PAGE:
In addition, we applied a statistical method, principal component analysis, to confirm independently the cluster analysis results. This method is based on the covariance of the gene expression time series. The first three principal components, shown as x, y, and z axes in the stereo plot in Fig. Fig.33d capture 66% of the variability in the 17 coordinates (nine expression values and eight slopes). One may use a stereo viewer to fuse the images of Fig. Fig.33d; the square dot on the frame appears at the back of the fused image. Minimal spanning trees are included to facilitate image fusion and study (7, 8). The paucity of points in the center of the data cloud suggests strong constraints on gene expression (such as the absence of high–low–high patterns). In contrast, random rearrangement of the data within each time series results in accumulation of the data points in the center of the first three principal components view (data not shown), as expected for random data. The genes clustered by Euclidean distance are grouped together within the three-dimensional view. Wave 3 (red) is a tight cluster but some of the other (blue) points are very close. Wave 4 (green) is spread out but well separated from the other clusters. This suggests that many genes in these clusters would continue to be grouped together by various Euclidean distance clustering algorithms (confirmed by comparison of several alternative clustering algorithms; results not shown).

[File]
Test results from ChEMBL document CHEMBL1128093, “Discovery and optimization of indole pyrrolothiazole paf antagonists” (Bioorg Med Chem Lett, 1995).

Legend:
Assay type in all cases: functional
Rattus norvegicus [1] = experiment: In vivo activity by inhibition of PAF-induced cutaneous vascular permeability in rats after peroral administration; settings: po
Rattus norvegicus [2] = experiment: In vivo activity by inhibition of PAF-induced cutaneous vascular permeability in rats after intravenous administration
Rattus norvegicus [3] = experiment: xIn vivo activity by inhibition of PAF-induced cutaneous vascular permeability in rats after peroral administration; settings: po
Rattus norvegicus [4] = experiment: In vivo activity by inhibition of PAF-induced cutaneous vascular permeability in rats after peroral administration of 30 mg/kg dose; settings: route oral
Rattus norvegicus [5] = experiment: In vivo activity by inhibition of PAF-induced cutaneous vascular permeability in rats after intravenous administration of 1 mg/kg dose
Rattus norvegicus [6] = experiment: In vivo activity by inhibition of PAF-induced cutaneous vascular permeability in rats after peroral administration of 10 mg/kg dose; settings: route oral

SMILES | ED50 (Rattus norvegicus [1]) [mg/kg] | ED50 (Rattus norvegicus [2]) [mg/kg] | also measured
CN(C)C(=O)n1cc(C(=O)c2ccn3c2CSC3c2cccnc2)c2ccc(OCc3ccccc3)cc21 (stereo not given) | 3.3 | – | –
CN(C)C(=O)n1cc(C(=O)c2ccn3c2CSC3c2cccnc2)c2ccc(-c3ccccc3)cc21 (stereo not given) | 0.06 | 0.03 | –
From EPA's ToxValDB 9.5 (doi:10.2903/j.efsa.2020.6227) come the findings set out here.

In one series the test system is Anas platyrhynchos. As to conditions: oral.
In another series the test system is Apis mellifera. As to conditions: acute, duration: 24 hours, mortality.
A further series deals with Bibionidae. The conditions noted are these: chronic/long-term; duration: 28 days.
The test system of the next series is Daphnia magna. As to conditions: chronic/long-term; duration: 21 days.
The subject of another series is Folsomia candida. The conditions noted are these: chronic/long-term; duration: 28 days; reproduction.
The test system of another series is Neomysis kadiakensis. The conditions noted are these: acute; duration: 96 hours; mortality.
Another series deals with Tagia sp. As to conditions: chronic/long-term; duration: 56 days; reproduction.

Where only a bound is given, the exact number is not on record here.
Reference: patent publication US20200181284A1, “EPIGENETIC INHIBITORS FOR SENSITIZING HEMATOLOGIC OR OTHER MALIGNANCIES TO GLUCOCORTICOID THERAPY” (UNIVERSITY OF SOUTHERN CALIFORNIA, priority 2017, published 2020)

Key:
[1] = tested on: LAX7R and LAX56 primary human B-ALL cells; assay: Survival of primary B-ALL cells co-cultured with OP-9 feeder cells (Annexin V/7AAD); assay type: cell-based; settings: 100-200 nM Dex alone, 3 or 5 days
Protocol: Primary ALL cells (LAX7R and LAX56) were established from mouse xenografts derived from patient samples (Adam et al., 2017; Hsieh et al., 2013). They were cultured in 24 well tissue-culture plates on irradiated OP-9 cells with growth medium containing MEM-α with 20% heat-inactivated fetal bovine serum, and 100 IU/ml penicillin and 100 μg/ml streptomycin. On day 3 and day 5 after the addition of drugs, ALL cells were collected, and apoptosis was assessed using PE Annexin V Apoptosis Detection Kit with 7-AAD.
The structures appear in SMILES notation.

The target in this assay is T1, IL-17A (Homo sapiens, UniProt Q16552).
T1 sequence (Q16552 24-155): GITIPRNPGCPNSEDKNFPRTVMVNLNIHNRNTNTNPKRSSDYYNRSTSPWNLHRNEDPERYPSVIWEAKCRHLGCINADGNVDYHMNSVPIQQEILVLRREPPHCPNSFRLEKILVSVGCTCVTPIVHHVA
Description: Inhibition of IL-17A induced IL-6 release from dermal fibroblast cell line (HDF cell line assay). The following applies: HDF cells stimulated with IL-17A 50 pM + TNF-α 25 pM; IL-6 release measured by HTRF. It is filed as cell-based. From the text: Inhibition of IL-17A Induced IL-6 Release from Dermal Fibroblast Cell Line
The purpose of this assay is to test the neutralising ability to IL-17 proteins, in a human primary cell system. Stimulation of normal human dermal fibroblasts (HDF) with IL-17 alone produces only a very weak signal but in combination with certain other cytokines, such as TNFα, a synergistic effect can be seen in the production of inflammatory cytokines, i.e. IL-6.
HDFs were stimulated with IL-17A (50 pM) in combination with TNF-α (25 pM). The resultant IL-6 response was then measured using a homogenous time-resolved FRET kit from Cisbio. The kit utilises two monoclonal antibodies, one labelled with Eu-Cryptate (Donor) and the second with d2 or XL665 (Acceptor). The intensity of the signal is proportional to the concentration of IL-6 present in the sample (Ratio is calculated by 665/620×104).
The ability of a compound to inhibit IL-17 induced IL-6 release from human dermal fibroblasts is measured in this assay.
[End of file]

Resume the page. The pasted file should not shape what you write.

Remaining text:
DISCUSSION

The rapidly progressing genome projects are providing a toolbox that enables us to go beyond the study of individual genes in isolation to the characterization of a network of combinatorial gene interactions (3). A fundamental aspect of this “functional genomics” is a straightforward cataloging of gene expression in different species and tissues (9). In addition to assaying large numbers of genes, extensive perturbation studies, and time series of the appropriate temporal resolution will be essential for “reverse engineering” to produce a gene–gene “interaction diagram” (3, 1012).